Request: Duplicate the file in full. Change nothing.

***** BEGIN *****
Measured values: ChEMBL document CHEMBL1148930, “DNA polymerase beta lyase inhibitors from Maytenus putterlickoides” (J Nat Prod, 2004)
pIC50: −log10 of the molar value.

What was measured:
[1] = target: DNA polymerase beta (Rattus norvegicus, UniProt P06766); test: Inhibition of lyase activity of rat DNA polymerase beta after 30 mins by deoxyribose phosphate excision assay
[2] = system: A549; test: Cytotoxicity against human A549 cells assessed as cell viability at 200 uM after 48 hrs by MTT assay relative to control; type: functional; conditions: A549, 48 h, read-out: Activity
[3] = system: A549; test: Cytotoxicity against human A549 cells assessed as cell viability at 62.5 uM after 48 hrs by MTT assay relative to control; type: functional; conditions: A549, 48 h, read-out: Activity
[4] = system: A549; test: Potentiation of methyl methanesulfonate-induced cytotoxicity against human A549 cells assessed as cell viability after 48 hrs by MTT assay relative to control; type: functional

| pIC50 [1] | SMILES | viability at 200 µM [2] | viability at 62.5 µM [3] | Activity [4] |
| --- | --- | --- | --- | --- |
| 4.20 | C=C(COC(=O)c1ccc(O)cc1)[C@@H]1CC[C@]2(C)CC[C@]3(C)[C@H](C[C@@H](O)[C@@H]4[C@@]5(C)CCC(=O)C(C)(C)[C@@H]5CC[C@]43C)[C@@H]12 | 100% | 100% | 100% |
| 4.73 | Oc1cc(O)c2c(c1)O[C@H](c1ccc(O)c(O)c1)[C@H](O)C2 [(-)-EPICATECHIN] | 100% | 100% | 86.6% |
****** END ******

Measured values: ChEMBL document CHEMBL1148930, “DNA polymerase beta lyase inhibitors from Maytenus putterlickoides” (J Nat Prod, 2004)
pIC50: −log10 of the molar value.

What was measured:
[1] = target: DNA polymerase beta (Rattus norvegicus, UniProt P06766); test: Inhibition of lyase activity of rat DNA polymerase beta after 30 mins by deoxyribose phosphate excision assay
[2] = system: A549; test: Cytotoxicity against human A549 cells assessed as cell viability at 200 uM after 48 hrs by MTT assay relative to control; type: functional; conditions: A549, 48 h, read-out: Activity
[3] = system: A549; test: Cytotoxicity against human A549 cells assessed as cell viability at 62.5 uM after 48 hrs by MTT assay relative to control; type: functional; conditions: A549, 48 h, read-out: Activity
[4] = system: A549; test: Potentiation of methyl methanesulfonate-induced cytotoxicity against human A549 cells assessed as cell viability after 48 hrs by MTT assay relative to control; type: functional

| pIC50 [1] | SMILES | viability at 200 µM [2] | viability at 62.5 µM [3] | Activity [4] |
| --- | --- | --- | --- | --- |
| 4.20 | C=C(COC(=O)c1ccc(O)cc1)[C@@H]1CC[C@]2(C)CC[C@]3(C)[C@H](C[C@@H](O)[C@@H]4[C@@]5(C)CCC(=O)C(C)(C)[C@@H]5CC[C@]43C)[C@@H]12 | 100% | 100% | 100% |
| 4.73 | Oc1cc(O)c2c(c1)O[C@H](c1ccc(O)c(O)c1)[C@H](O)C2 [(-)-EPICATECHIN] | 100% | 100% | 86.6% |